My view is that we might see some modest falls in gilt prices but a crash is unlikely. Yes, gilt prices are much higher than their historic levels, and I struggle to see how they can go much higher. I certainly have no intention of investing in gilts at current prices.

That said, I can’t really see what is going to trigger a collapse, and anyway, the main factors that have driven up gilt prices will still apply next year:

- Inflation will stay fairly low

- Economic growth will stay low

- Pension funds will still be under pressure to invest in ‘low risk’ gilts rather that shares

- There’s a global shortage of truly safe assets

So the most likely outcomes for gilts are unchanged prices or modest falls.

Share prices may well do better in 2013. As long as the fiscal cliff doesn’t pan out disastrously in the US, companies should be able to grow profits there and that will help stock markets around the world. My only caveat to that is the situation in the Middle East. A war between Israel and Iran could put a skid under share prices – at least for the short-term.

Right, mince pies are tempting away from my computer, so it’s probably time to wrap this up. I’ll just say ‘Happy New Year’ to all Lovemoney readers.

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Comments (8)

  • r
    Love rating 98
    r said

    Ed, I agree with what you say. With predictions like:

    Either the economy will grow slowly or we’ll see a modest contraction.

    we can't be wrong! Have a nice year and I am looking forward to some more discussions.

    Also, Happy New Year to all our regular posters.

    r.

    Report on 29 December 2012  |  Love thisLove  1 love
  • Mike10613
    Love rating 626
    Mike10613 said

    The one thing, we can be sure of is that the rich will get richer and the poor will get poorer as benefits are cut for the most vulnerable in society. However, for every action there is often a equal and opposite reaction. Roll on 2015!

    Report on 29 December 2012  |  Love thisLove  0 loves
  • nickpike
    Love rating 308
    nickpike said

    You forgot Europe. Greece will need more money soon, and Spain's banks need about 15 billion Euros soon as well. Europe could cause big changes here.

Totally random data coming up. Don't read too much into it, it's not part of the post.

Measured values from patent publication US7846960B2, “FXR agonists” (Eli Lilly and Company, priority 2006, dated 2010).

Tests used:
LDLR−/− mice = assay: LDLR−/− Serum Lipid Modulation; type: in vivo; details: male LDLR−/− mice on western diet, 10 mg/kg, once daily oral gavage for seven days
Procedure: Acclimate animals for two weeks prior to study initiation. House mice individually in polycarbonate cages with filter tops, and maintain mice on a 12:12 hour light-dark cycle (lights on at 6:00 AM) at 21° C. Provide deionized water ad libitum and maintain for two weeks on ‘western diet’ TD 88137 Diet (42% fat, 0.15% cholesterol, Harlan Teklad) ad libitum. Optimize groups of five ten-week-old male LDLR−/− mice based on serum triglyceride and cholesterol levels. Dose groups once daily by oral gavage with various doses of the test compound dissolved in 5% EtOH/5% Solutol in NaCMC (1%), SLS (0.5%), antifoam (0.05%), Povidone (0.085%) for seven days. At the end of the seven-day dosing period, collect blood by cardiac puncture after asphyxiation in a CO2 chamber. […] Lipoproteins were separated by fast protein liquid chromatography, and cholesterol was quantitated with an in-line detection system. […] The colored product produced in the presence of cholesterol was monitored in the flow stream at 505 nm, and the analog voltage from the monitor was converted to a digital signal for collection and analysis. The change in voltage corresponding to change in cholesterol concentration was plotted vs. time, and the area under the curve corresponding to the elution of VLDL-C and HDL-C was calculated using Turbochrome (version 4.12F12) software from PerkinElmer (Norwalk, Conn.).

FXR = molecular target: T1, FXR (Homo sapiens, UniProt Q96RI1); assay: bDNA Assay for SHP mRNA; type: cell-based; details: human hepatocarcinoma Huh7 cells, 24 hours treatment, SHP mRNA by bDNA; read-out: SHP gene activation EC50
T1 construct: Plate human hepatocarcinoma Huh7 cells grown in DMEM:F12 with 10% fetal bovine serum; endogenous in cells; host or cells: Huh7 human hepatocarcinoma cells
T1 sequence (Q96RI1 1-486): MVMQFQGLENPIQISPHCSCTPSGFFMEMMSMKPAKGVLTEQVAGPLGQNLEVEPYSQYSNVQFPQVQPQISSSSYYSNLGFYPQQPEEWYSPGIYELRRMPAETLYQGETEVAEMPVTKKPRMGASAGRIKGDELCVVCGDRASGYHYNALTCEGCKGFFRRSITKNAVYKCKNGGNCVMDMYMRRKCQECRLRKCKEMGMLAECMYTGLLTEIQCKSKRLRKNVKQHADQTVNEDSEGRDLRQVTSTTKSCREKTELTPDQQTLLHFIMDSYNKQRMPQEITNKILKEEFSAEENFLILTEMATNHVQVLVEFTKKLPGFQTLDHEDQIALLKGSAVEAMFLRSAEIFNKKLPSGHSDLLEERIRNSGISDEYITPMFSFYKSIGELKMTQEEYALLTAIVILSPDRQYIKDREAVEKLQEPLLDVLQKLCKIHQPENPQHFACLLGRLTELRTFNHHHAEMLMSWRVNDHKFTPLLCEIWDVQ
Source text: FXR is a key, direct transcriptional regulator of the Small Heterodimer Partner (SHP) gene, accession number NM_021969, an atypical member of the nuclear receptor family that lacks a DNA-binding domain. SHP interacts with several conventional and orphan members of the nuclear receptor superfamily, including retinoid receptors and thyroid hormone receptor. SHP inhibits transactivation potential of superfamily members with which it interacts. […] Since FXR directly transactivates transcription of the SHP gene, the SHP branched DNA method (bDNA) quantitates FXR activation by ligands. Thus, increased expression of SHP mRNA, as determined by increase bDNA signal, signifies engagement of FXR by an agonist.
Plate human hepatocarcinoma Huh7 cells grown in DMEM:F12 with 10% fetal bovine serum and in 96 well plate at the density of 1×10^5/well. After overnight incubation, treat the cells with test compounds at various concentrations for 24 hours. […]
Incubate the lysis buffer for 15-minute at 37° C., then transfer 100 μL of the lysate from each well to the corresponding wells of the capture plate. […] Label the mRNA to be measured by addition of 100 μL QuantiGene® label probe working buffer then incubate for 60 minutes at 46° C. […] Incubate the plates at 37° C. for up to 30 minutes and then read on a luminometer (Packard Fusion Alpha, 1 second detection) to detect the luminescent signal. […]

The bond bubble collapse is highly probable, and should put interest rates back where they belong.

    The governments lending scheme is a complete flop, with only 4.5 billion lent to banks, and only 0.5 billion passed on for mortgages.

    Even if the USA do agree to something less hostile than the Fiscal Cliff, things are going from bad to worse there. They have a large proportion of the population on food stamps, and whole cities and states are bankrupt. House prices are showing a slight rise, but bear in mind their prices collapsed by more than 50% so are rising from a low bottom.

    The economic situation is so fragile, it could be very dangerous taking on a mortgage at present.

    Report on 29 December 2012  |  Love thisLove  0 loves
  • Arblaster
    Love rating 43
    Arblaster said

    Happy New Year, Ed. But it might not be.

    The US, however, may perform better now that the property market is showing signs of coming back to life.

    Yes, I have heard this, too. The question one must ask is: who can afford these houses? Also there are a lot of people who have been in default on their mortgage for years, who are still living in their houses. They are getting away with not paying their mortgages because some of the banks' paperwork was so careless, that they do not have the documents to prove in court that they actually own the property, or that even a mortgage was ever taken out. I think it will just be a matter of time, before the defaulters are turfed out of their houses, though. LIke the UK.the USA have interested parties who want to kick-start the housing market, and you will continue to hear these false alarms for years to come.

    My view is that we might see some modest falls in gilt prices but a crash is unlikely. Yes, gilt prices are much higher than their historic levels, and I struggle to see how they can go much higher.

    A crash is inevitable. Bond markets do crash, and have done in the past. And it is not pretty to watch. The difference here is that the prices on the gilt markets are the highest they have been for - I am told - 300 years. What is different now, is that just about the whole world has a bond bubble. That includes the USA. If US Treasuries pop, it will take everything with it. Everything. And if you are "struggling to see how they can go much higher," you were not struggling at all, Ed, because you told us:

    Pension funds will still be under pressure to invest in ‘low risk’ gilts rather that shares